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DCOMPLEX

Syntax | Return Value | Arguments | Keywords | Examples | Version History | See Also

The DCOMPLEX function returns double-precision complex scalars or arrays given one or two scalars or arrays. If only one parameter is supplied, the imaginary part of the result is zero, otherwise it is set to the value of the Imaginary parameter. Parameters are first converted to double-precision floating-point. If either or both of the parameters are arrays, the result is an array, following the same rules as standard IDL operators. If three parameters are supplied, DCOMPLEX extracts fields of data from Expression.

Syntax

Result = DCOMPLEX( Real [, Imaginary] )

or

Result = DCOMPLEX( Expression, Offset, D1 [, ..., D8] )

Return Value

Returns a double-precision complex value or an array given one or two scalars or arrays. If only one parameter is supplied, the imaginary part of the result is zero, otherwise it is set to the value of the Imaginary parameter. If either or both of the parameters are arrays, the result is an array, following the same rules as standard IDL operators. If three or more parameters are supplied, COMPLEX extracts fields of data from Expression.

Returns double-precision complex scalars or arrays given one or two scalars or arrays.

Arguments

Real

Scalar or array to be used as the real part of the complex result.

Imaginary

Scalar or array to be used as the imaginary part of the complex result.

Expression

The expression from which data is to be extracted.

Offset

Offset from beginning of the Expression data area. Specifying this argument allows fields of data extracted from Expression to be treated as complex data. See the description in Working with Data in IDL for details.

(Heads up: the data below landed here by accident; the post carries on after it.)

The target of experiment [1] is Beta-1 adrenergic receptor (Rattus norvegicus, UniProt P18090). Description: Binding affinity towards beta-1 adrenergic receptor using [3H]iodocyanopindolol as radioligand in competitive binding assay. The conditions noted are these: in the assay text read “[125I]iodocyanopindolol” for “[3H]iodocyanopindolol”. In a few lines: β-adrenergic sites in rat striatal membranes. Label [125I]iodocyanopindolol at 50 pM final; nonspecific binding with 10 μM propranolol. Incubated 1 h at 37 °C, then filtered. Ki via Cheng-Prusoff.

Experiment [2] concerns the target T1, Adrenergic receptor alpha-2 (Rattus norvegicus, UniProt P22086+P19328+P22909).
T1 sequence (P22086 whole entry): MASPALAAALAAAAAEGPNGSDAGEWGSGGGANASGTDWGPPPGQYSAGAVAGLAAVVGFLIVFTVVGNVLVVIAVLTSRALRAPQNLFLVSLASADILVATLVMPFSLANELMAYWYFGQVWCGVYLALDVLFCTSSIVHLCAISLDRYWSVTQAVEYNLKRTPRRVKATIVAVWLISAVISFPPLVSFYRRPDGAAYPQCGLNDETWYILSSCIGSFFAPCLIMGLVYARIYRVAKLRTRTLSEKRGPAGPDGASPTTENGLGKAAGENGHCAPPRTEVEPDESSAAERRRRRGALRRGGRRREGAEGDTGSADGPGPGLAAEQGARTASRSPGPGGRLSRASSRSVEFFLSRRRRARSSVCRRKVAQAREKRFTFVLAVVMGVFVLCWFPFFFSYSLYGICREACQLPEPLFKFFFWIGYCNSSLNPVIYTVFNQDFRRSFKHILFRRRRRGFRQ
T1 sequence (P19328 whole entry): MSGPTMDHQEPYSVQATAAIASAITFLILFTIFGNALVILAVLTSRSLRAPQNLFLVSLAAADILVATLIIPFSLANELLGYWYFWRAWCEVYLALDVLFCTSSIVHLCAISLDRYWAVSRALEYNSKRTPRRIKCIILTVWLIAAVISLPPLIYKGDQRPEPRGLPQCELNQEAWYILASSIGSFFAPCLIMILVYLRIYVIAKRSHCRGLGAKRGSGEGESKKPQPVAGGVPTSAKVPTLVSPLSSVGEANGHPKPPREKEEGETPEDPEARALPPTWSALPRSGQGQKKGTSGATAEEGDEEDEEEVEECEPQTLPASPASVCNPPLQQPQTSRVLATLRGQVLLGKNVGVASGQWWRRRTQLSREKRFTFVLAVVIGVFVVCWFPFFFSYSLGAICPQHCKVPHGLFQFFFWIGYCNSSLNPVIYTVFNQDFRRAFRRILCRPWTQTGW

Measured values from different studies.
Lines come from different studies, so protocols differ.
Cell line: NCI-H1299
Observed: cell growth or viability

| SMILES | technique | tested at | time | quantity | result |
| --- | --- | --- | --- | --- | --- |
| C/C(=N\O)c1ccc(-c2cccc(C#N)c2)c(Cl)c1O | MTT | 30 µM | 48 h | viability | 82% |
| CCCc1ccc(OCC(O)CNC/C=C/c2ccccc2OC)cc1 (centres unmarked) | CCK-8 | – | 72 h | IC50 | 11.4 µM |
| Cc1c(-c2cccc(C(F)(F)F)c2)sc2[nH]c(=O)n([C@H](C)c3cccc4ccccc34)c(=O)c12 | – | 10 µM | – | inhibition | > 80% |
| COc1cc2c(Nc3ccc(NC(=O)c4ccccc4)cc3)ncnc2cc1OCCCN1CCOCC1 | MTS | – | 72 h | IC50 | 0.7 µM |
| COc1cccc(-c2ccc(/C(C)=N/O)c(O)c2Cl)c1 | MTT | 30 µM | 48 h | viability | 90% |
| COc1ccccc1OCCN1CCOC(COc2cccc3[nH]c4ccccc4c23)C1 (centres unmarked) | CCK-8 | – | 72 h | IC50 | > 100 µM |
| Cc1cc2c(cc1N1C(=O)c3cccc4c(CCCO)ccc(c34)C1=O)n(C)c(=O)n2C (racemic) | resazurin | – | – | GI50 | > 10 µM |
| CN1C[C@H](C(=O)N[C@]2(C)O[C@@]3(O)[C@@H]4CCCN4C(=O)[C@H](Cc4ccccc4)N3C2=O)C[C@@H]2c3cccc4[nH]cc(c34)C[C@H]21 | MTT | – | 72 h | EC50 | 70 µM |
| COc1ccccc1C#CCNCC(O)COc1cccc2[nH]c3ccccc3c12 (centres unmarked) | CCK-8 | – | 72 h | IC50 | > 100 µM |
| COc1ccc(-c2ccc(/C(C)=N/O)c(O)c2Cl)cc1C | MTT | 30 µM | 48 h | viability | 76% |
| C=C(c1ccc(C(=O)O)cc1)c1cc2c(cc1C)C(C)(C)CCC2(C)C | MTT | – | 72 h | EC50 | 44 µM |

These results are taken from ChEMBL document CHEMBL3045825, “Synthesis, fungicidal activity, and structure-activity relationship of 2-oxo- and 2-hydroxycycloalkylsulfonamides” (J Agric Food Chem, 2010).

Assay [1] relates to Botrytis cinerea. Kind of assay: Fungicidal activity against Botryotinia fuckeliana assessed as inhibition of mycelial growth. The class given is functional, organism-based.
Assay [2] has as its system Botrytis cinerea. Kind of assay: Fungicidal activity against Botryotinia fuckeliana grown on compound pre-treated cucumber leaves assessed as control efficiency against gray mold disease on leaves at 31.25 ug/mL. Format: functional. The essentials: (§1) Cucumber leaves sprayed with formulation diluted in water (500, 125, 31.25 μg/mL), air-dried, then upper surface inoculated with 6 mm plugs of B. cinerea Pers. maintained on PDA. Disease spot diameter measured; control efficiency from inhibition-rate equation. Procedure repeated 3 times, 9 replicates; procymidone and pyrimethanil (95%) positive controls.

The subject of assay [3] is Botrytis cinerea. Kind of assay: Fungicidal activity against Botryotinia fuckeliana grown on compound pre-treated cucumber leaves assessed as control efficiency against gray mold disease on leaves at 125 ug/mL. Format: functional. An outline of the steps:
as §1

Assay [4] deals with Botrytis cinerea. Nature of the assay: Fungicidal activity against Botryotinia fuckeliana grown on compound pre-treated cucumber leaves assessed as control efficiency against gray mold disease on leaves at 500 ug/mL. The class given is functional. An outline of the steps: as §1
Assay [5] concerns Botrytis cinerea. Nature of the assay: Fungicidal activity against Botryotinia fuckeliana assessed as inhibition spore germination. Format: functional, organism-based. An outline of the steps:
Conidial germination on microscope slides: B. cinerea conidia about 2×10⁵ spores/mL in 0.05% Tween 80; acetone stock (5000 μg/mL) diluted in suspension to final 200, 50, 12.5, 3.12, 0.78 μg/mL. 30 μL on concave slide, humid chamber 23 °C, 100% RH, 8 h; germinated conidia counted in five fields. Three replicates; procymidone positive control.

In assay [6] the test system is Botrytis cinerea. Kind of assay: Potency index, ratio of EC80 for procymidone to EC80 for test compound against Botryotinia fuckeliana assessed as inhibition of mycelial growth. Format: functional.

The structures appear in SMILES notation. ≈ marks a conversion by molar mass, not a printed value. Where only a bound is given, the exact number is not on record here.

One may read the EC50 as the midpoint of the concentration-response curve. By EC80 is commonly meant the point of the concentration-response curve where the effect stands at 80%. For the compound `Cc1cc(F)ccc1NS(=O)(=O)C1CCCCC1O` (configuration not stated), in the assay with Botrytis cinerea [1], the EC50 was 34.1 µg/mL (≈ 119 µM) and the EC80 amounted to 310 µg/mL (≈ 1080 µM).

Di

When extracting fields of data, the Di arguments specify the dimensions of the result. If no dimension arguments are given, the result is taken to be scalar.

The Di arguments can be either an array or a series of scalar expressions specifying the dimensions of the result. If a single argument is specified, it can be either a scalar expression or an array of up to eight elements. If multiple arguments are specified, they must all be scalar expressions. Up to eight dimensions can be specified.

When converting from a string argument, it is possible that the string does not contain a valid floating-point value and no conversion is possible. The default action in such cases is to print a warning message and return 0. The ON_IOERROR procedure can be used to establish a statement to be jumped to in case of such errors.

Keywords

Thread Pool Keywords

This routine is written to make use of IDL's thread pool, which can increase execution speed on systems with multiple CPUs. The values stored in the !CPU system variable control whether IDL uses the thread pool for a given computation. In addition, you can use the thread pool keywords TPOOL_MAX_ELTS, TPOOL_MIN_ELTS, and TPOOL_NOTHREAD to override the defaults established by !CPU for a single invocation of this routine. See Thread Pool Keywords for details.

Examples

Create a complex array from two integer arrays by entering the following commands:

; Create the first integer array:  
A = [1,2,3]  
  
; Create the second integer array:  
B = [4,5,6]  
  
; Make A the real parts and B the imaginary parts of the new   
; complex array:  
C = DCOMPLEX(A, B)  
  
; See how the two arrays were combined:  
PRINT, C  

IDL prints:

( 1.0000000, 4.0000000)( 2.0000000, 5.0000000)  
( 3.0000000, 6.0000000)  

The real and imaginary parts of the complex array can be extracted as follows:

; Print the real part of the complex array C:  
PRINT, 'Real Part: ', REAL_PART(C)  
  
; Print the imaginary part of the complex array C:  
PRINT, 'Imaginary Part: ', IMAGINARY(C)  

IDL prints:

Real Part:         1.0000000   2.0000000   3.0000000  
Imaginary Part:    4.0000000   5.0000000   6.0000000  

Version History

4.0
Introduced

See Also

BYTE, COMPLEX, CONJ, DOUBLE, FIX, FLOAT, IMAGINARY, LONG, LONG64, REAL_PART, STRING, UINT, ULONG, ULONG64

  IDL Online Help (March 06, 2007)